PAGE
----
Town mayor resigns post
Jan. 9, 2003
Amy Boyes
Staff Writer




Just over year ago Del. Tawanna Gaines (D-Dist. 22) of Berwyn Heights resigned as the town's mayor to accept a state appointment to the Legislature. The town now has lost another mayor.

Bradley Jewitt stepped down as Berwyn Heights mayor Wednesday following the town's January meeting. The Marine Corps reservist, who was activated as part of Operation Enduring Freedom, said due to the nature and duration of his orders he feels it is in the best interest of the town to resign.

"I can't commit to the town the way I have for the last year," he said. "I think the right thing to do is step aside and allow someone who can [to do the job]."

Jewitt, 33, has served the Marine Corps for more than 13 years. Jewitt completed his active duty in August 2001. He has been a member of the Marine Corps reserves assigned to the Marine Corps Office of Legislative Affairs in the District since February 2001.

Jewitt's activation is considered an involuntary mobilization and calls for at least a year of service. The Marine Corps can retain him for up to two years.

"I will be serving in an assignment that will keep me relatively close to home," he said.

Jewitt also will be pulled out of his position of facilities officer at the U.S. Marine Corps headquarters for his assignment.

Originally from Pennsylvania, Jewitt was first appointed to fill the vacancy left by Gaines in February. The Town Council made the decision to appoint Jewitt, but voters also gave him their support. He received 385 votes in the town's May election, which secured him the mayoral position.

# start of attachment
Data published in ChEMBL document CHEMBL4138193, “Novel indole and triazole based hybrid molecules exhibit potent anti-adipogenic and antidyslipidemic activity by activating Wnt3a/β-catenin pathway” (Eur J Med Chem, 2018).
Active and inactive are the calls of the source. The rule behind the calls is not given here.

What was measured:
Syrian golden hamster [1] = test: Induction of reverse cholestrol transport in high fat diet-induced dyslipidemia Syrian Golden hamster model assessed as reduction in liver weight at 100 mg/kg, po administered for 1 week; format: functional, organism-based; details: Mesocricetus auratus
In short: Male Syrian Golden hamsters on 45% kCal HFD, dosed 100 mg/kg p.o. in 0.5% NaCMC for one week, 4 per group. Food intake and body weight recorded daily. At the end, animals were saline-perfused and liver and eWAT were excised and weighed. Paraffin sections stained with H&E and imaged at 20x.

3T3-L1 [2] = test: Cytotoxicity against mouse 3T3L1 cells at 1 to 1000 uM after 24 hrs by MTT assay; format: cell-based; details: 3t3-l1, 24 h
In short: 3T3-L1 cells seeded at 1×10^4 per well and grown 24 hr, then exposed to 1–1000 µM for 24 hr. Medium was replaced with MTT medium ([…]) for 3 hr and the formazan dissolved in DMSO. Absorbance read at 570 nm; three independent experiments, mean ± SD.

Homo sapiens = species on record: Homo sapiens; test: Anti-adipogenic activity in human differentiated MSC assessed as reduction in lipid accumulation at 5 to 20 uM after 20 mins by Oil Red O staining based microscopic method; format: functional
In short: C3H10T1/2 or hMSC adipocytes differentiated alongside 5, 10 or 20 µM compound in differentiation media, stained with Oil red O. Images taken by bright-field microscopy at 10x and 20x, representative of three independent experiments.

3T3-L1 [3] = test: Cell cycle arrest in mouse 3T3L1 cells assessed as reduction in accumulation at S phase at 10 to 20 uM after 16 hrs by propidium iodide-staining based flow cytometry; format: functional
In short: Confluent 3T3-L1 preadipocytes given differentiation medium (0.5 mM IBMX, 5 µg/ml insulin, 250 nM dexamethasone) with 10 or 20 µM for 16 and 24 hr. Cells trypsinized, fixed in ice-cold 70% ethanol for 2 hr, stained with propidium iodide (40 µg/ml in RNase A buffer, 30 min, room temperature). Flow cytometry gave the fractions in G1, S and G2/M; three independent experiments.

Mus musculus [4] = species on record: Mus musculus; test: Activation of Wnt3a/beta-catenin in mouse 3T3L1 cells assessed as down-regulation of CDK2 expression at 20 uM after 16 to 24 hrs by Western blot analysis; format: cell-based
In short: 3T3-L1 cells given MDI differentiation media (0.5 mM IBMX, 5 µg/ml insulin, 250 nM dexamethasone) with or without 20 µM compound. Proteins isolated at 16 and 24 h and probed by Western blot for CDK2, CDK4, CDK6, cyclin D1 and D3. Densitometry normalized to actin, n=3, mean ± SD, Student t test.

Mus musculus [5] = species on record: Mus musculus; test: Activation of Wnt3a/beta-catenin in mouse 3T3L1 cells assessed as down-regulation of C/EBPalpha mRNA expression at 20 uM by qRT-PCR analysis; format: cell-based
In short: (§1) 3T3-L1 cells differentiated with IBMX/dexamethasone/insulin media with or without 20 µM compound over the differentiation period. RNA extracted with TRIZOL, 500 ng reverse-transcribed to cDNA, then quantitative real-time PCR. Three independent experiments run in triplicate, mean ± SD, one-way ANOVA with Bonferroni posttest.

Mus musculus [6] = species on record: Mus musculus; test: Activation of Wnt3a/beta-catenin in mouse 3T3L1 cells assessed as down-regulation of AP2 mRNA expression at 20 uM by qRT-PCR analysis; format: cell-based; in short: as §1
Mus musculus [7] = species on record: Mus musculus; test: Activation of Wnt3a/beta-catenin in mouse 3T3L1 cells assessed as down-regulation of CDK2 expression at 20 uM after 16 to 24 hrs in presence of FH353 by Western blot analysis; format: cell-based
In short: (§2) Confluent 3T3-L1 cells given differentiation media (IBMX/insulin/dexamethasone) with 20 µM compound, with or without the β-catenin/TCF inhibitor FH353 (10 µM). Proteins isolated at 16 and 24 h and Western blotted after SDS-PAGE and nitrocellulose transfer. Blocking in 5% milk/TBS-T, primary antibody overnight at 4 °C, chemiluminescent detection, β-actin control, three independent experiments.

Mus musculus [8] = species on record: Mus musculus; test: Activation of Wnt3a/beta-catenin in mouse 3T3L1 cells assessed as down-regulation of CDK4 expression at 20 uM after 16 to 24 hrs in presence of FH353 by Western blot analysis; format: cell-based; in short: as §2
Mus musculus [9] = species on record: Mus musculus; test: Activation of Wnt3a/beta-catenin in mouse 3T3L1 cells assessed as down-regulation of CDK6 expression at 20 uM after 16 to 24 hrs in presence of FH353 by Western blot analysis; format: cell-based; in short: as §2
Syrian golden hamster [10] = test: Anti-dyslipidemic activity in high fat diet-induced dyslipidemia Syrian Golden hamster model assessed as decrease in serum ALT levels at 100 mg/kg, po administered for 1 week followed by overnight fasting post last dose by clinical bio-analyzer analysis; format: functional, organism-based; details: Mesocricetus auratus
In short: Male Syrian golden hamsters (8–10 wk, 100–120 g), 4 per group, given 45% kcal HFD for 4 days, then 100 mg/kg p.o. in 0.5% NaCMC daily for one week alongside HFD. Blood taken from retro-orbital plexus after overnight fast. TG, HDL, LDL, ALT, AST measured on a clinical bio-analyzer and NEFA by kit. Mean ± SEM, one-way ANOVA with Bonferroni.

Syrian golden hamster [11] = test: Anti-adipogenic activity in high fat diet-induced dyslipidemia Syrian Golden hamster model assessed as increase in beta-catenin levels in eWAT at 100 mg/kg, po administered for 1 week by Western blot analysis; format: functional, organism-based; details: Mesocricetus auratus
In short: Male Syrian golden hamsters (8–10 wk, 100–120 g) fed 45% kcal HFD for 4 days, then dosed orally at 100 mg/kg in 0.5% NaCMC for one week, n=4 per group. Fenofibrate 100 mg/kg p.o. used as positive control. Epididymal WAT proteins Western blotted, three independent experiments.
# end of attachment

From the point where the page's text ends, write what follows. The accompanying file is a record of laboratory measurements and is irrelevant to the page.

As a reservist, Jewitt said, he knew it was a possibility to be called to duty. "I have mixed emotions," he said. "In some ways, it's surreal. The council has filled so much of my time for a year."

Although there is still a lot he would like to accomplish on the Town Council, Jewitt said, "My country's called, and that's now the priority."

His resignation is not necessarily the end of his town political career. When he returns from active duty, Jewitt said he will re-evaluate whether to run for council again.

"I've put a lot of hard work into the town. I'm a resident. My home is there," he said. "I'm certainly [open] to the idea of coming back."

As the result of Jewitt's departure, Patti Dennison will become the new mayor. Dennison was first elected to the Town Council in May. With 317 votes, she became mayor pro tem.

Dennison said she is excited about the new challenge. "I'm looking forward to it," she said. "I think I'll probably have a lot to learn. I'm prepared to learn it."

The Town Council has to vote on the appointment of a resident to fill the vacant position on the council. If it is not able to come to an agreement within 45 days, there will be a special election.

Dennison said the town's immediate focus would be to fill the town administrator and council member positions. The council plans to send out a mailer to residents notifying them of Jewitt's departure and the qualifications for those interested in applying for the vacant council position. Applications will be due by 5 p.m. Feb. 2.

"I'm trying to do what's in the best interest of the town," he said. "We have so much unfinished business. Things that I wanted to do that I'm not going to be able to do."

The Town Council has been working on a CIP, and Jewitt said he has drafted a fiscal policy that he will leave with the council. He envisioned a committee of residents taking part in the master plan process.

Although Berwyn Heights does not deal with the issues of a larger municipality, there is a need to be as efficient as possible because of the limited tax base and revenue, he said. "Administratively we have to be as responsible as we can," Jewitt said.

E-mail Amy Boyes at aboyes@gazette.net.